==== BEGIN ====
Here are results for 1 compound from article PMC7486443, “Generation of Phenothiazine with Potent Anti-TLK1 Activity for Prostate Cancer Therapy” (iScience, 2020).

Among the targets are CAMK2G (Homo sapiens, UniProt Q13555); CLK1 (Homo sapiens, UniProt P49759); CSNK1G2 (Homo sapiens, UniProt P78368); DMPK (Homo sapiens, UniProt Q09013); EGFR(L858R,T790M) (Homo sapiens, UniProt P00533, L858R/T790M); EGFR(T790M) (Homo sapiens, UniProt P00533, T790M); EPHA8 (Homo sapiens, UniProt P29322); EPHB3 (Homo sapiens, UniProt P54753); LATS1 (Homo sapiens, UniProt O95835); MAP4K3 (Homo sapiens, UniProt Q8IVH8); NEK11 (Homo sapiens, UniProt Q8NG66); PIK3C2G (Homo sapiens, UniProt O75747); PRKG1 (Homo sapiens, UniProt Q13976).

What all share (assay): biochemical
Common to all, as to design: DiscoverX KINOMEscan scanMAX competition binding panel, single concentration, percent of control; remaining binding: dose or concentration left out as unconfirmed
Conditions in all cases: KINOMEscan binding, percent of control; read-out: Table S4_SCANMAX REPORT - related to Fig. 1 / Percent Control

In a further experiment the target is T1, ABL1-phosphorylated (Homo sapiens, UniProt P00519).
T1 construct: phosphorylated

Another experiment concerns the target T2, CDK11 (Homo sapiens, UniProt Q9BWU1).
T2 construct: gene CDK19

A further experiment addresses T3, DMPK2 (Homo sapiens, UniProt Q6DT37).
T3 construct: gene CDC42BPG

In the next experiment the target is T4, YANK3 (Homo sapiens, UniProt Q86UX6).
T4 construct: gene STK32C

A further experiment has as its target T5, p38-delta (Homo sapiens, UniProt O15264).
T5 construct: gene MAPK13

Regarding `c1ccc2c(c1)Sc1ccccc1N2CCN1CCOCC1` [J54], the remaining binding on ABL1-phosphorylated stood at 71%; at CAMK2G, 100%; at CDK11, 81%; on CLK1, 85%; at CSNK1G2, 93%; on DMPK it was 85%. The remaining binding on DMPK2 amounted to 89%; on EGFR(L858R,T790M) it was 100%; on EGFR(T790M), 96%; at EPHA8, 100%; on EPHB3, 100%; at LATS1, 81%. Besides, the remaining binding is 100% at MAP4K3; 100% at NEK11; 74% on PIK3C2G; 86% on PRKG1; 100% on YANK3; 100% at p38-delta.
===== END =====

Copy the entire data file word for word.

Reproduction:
Here are results for 1 compound from article PMC7486443, “Generation of Phenothiazine with Potent Anti-TLK1 Activity for Prostate Cancer Therapy” (iScience, 2020).

Among the targets are CAMK2G (Homo sapiens, UniProt Q13555); CLK1 (Homo sapiens, UniProt P49759); CSNK1G2 (Homo sapiens, UniProt P78368); DMPK (Homo sapiens, UniProt Q09013); EGFR(L858R,T790M) (Homo sapiens, UniProt P00533, L858R/T790M); EGFR(T790M) (Homo sapiens, UniProt P00533, T790M); EPHA8 (Homo sapiens, UniProt P29322); EPHB3 (Homo sapiens, UniProt P54753); LATS1 (Homo sapiens, UniProt O95835); MAP4K3 (Homo sapiens, UniProt Q8IVH8); NEK11 (Homo sapiens, UniProt Q8NG66); PIK3C2G (Homo sapiens, UniProt O75747); PRKG1 (Homo sapiens, UniProt Q13976).

What all share (assay): biochemical
Common to all, as to design: DiscoverX KINOMEscan scanMAX competition binding panel, single concentration, percent of control; remaining binding: dose or concentration left out as unconfirmed
Conditions in all cases: KINOMEscan binding, percent of control; read-out: Table S4_SCANMAX REPORT - related to Fig. 1 / Percent Control

In a further experiment the target is T1, ABL1-phosphorylated (Homo sapiens, UniProt P00519).
T1 construct: phosphorylated

Another experiment concerns the target T2, CDK11 (Homo sapiens, UniProt Q9BWU1).
T2 construct: gene CDK19

A further experiment addresses T3, DMPK2 (Homo sapiens, UniProt Q6DT37).
T3 construct: gene CDC42BPG

In the next experiment the target is T4, YANK3 (Homo sapiens, UniProt Q86UX6).
T4 construct: gene STK32C

A further experiment has as its target T5, p38-delta (Homo sapiens, UniProt O15264).
T5 construct: gene MAPK13

Regarding `c1ccc2c(c1)Sc1ccccc1N2CCN1CCOCC1` [J54], the remaining binding on ABL1-phosphorylated stood at 71%; at CAMK2G, 100%; at CDK11, 81%; on CLK1, 85%; at CSNK1G2, 93%; on DMPK it was 85%. The remaining binding on DMPK2 amounted to 89%; on EGFR(L858R,T790M) it was 100%; on EGFR(T790M), 96%; at EPHA8, 100%; on EPHB3, 100%; at LATS1, 81%. Besides, the remaining binding is 100% at MAP4K3; 100% at NEK11; 74% on PIK3C2G; 86% on PRKG1; 100% on YANK3; 100% at p38-delta.